- Paul Constant is a writer at Civic Ventures, a cofounder of the Seattle Review of Books, and a frequent cohost of the “Pitchfork Economics” podcast with Nick Hanauer and David Goldstein.
- In the latest episode of Pitchfork Economics, they spoke with Nobel laureate in economics and Roosevelt Institute Chief Economist Joseph Stiglitz about the role of the markets in essential services and recession outlooks.
- We can’t rely on the markets to fix themselves, he said, because externalities – like global health – hindering the markets will continue to weigh on the economy if not tackled head on.
- And this points out major market failures, like industry’s inability to produce enough test kits and farmers destroying milk and crops because restaurants are closed, that won’t fix themselves without intervention.
- Visit Business Insider’s homepage for more stories.
There’s no feeling quite like the stomach-clenching dread that hits when you hear a Nobel laureate in economics label the coronavirus recession as “a textbook example of showing that markets don’t work.”
The concept of markets – defined simply as the system that allows buyers and sellers to interact – is a cornerstone of mainstream American economic thought. Free markets are supposedly the most efficient way to determine everything from your salary to the cost of a loaf of bread to the most efficient way to deliver supplies in the midst of a pandemic. “Let the market decide” has become a rallying cry for Republicans and neoliberal Democrats as a refutation of government’s role in everything from healthcare to package delivery.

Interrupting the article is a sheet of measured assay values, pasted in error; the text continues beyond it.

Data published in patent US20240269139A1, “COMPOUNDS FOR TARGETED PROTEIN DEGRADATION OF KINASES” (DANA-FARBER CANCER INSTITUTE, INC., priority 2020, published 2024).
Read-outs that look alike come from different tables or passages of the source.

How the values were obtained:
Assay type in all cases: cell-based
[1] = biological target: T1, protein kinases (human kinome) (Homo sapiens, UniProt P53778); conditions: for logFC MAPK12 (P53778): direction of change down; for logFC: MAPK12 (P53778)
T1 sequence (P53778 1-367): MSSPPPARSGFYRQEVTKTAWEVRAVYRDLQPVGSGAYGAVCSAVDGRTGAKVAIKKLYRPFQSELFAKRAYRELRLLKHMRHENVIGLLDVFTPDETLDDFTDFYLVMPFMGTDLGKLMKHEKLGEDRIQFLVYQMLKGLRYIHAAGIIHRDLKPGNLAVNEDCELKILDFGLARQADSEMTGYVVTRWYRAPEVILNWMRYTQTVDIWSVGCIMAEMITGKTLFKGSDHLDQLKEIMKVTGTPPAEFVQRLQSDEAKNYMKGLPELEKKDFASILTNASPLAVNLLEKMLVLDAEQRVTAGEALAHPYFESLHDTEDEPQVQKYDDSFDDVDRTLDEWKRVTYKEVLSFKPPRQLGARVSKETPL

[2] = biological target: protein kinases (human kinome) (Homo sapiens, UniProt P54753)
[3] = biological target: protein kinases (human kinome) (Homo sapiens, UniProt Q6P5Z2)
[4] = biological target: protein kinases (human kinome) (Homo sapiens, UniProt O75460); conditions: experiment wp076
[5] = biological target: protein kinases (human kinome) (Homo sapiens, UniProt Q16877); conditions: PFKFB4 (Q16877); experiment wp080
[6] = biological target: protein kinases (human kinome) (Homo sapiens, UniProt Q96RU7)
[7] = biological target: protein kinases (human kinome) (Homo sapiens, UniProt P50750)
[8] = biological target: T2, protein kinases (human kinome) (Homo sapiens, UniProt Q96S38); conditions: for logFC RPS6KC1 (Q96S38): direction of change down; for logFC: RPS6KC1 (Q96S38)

In the latest episode of Pitchfork Economics, Joseph Stiglitz – the aforementioned Nobel laureate who also serves as chief economist at the Roosevelt Institute – questions the role of markets in essential services like public health and recovery from a recession. He identifies our unshakable belief in markets as one of the biggest stumbling blocks in America’s lacklustre response to coronavirus.
“One of the problems with markets is they don’t deal with what we call externalities,” Stiglitz said. He defines externalities as situations in which “one person’s action has effects on others that are not reflected in the prices they receive or pay.”
Climate change is an example of an externality: “If I engage in pollution,” Stiglitz explained, “it leads to more carbon dioxide in the atmosphere.” But the polluter doesn’t have to pay for the effects of that increased carbon dioxide, like rising sea levels and more extreme weather. Instead, those costs are transferred to the citizens of New Orleans during Hurricane Katrina or to the island nations that are disappearing as seas rise.
“Global health is another big example of an externality,” Stiglitz said. This can be represented by personal decisions like going out in public and refusing to wear a mask if you’re sick: “If I’m contagious and I walk around, I can contaminate you and you can die.”